Pale Anemone

Aiptasia allida



Kingdom Animalia

Phylum Cnidaria

Class Anhozoa

Order Actiniaria

Family Aiptasiidae


The Pale anemone, also known as the glass anemone, is usually dark brown to pale in color. It crows to be no more than 2 cm thick and 5 cm high. It has a thin column with many small or shot tentacles. The mouth is at the tip of its body. It has radial symmetry, and can have up to around 100 tentacles surrounding its mouth. This species is known as a pest in the marine environment (Berghia, 2011).



They usually stay in shallow waters, attaching themselves to rocks, or other hard substrate, such as red mangrove roots (Smithsonian, 2011). They also attach themselves onto coral, and end up either killing the coral, or making it move away because of its stinging. They are found in temperate, tropical, saltwater or marine environments such as the area between southeastern U.S. through the Caribbean. They usually grow in groups down to about 18 feet underwater, but can also be solitary.


The Pale anemone usually fees on zooplankton and receives energy from the zooxanthellae that have a symbiotic relationship with it. It also eats any organic matter which it catches with its tentacles. Feeding on the zooplankton can affect the amount of zooxanthellal photosynthetic oxygen production. It can cause a decrease in the number of zooxanthellae, which provide it with energy. Either the number of zooxanthellae is reduced, or the zooxanthellal process is changed for that individual anemone (Berghia, 2011).


Pale anemones reproduce asexually. They reproduce using a process called pedal laceration. In this process the adult anemone starts to grow smaller buds on its pedal which will eventually break off and grow to be genetically identical clones of the parent that it split from. Using this process, they can grow and spread fast once they find a suitable environment to grow in (Vaughn, 2011).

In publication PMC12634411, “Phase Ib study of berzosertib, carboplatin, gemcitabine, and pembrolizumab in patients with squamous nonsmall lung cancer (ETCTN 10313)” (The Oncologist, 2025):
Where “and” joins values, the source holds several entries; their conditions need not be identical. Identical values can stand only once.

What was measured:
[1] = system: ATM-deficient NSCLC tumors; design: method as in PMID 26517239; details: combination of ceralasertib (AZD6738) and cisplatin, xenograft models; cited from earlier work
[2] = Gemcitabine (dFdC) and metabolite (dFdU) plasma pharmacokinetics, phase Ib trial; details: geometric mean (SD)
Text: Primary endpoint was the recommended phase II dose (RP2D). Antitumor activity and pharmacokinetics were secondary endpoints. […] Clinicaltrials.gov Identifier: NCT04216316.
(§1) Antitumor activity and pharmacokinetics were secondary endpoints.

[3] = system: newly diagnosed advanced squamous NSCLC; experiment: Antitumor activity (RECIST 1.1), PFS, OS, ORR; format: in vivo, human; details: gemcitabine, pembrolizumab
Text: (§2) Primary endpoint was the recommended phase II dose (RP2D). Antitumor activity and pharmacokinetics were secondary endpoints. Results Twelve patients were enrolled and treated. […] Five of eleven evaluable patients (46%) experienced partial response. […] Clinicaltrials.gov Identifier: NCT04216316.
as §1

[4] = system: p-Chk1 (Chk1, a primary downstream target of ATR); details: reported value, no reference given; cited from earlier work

The pale anemone, also known as the brown glass anemone, is very dangerous to corals. They have nematocys in their tentacles, which are poisons cells in their tentacles. These cells cause the coral which they grow on to die, or move away, if they can because of the repeated stinging that they have to endure. They are very hard to get rid of; they reproduce quickly and end up killing of all the coral and invertebrates surrounding the coral. The anemone can move by rolling on its side at about 4 centimeters per hour, again, aiding the death of the coral that it lives on (Vaughn, 2011).

Recent research

A recent research was done on the poisons that the nematocys in their tentacles create. The death of the poisons is fairly fast, sensitive, and reproducible. 0.1 μg protein/ ml was approximately how much the venom concentration was. Different venom concentrations were mainly because of the release of some materials from lysing cells. Some cations, such as Na+ or K+, were also involved in the alteration of the venom (Scopus, 2011).

Economic and Ecological Service

People usually buy the pale anemone to keep in their aquariums. They soon find out that they are a hazard to their marine environment (Nilsen et al., 2011). The sea anemone grows and reproduces rapidly on the coral, causing it to die, because of its stings. If not taken proper care of in the beginning, they could cause all of the coral to die. They are also a hazard in the ocean to coral. Scientists are worried that they may cause too much damage if they grow.

Personal Interest

The sea anemone caught my interest. Also because of Nemo, I wanted to find out more about anemone that live on corals. I did not expect to find out that some anemone end up harming the coral and fish. The way they reproduce also fascinated me, by budding off, they could make genetically identical clones. It was fun finding out about the pale anemone and its ecology.


"Aiptasia Biology." Berghia Verrucicornis (Aeolidiella Stephanieae) Nudibranch Educational Reference. Web. 27 May 2011.<>.

"New Page 1." Smithsonian Marine Station (SMS) at Fort Pierce. Web. 27 May 2011.<>.

Nilsen, Alf J., Svein Fossa, and Ronald Shimek. "Brown Glass Anemone, Pale Anemone, Sea Anemone Facts and Sea Anemone Pictures of the Aiptasia Pallida." Dr. Jungles Exotic Pets, Animals, Aquariums. Extensive Encyclopedia of Animal Information, including Pet Care and Animal Pictures. Web. 27 May 2011.<>..

Scopus, In. "ScienceDirect - Archives of Biochemistry and Biophysics : Assay and Properties of the Hemolysis Activity of Pure Venom from the Nematocysts of the Acontia of the Sea Anemone Aiptasia Pallida." ScienceDirect - Home. Web. 27 May 2011.<>.

Vaughn, Caitlin. "ADW: Aiptasia Pallida: Information." Animal Diversity Web. 19 Mar. 2011. Web. 27 May 2011.<>